Learn more about Semi-presidential system
The semi-presidential system is a system of government in which a prime minister and a president are both active participants in the day-to-day functioning of the administration of a country. It differs from the parliamentary system in that it has a popularly elected president who is more than a purely ceremonial figurehead, and from the presidential system in that it has an executive prime minister who has a degree of responsibility to the legislature.
How the powers are divided between president and prime minister can vary greatly between countries. In France, for example, the president is responsible for foreign policy and the prime minister for domestic policy. In this case, the division of powers between the prime minister and the president is not explicitly stated in the constitution, but has evolved as a political convention. In Finland, by contrast, this particular aspect of the separation of powers is explicitly stated in the constitution: "foreign policy is led by the president in cooperation with the cabinet".
Semi-presidential systems are sometimes typified by periods of cohabitation, in which the prime minister and president are elected separately, and often from rival parties. This can create an effective system of checks and balances or a period of bitter and tense stonewalling, depending on the attitudes of the two leaders, the ideologies of their parties, or the demands of their constituencies. As a typical example, Sri Lankan politics for several years witnessed a bitter struggle between the President and the Prime Minister, belonging to different parties and elected separately, over the negotiations with the LTTE to resolve the longstanding ethnic conflict.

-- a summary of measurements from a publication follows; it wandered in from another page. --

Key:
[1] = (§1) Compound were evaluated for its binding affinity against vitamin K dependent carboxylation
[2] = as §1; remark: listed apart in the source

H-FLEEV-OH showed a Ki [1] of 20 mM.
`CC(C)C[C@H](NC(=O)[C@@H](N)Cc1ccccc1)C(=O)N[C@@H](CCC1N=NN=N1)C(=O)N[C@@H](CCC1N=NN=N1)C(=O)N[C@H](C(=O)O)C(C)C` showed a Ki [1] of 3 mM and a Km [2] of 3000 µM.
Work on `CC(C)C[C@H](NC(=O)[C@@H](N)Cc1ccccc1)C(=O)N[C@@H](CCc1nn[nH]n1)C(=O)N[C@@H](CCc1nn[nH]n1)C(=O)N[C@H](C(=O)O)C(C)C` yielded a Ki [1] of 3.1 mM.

Nations which currently have semi-presidential systems of government include:
- Republic of China (Taiwan)
- Egypt (critics accuse Egypt of being an authoritarian state wherein both President and Prime Minister have a great deal of power, but the President chooses the Prime Minister)
- Sri Lanka
Interestingly, some nations that are classified as parliamentary, such as Austria and Ireland actually have constitutions that give their presidents more power than the President of France has. By tradition, presidents in Austria and Ireland do not use their powers, and those nations do not function in a semi-presidential way. Furthermore, in Finland, the new constitution of 2000, which combined the previous four constitutional laws, limited the power of the president. Some powers that the president could previously use unilaterally require, under the 2000 constitution, the co-operation of the parliament and the government; this makes it difficult to classify Finland under the semi-presidential or parliamentary category.
States that once featured semi-presidential systems include:
States that have newly adopted a semi-presidential system of government:
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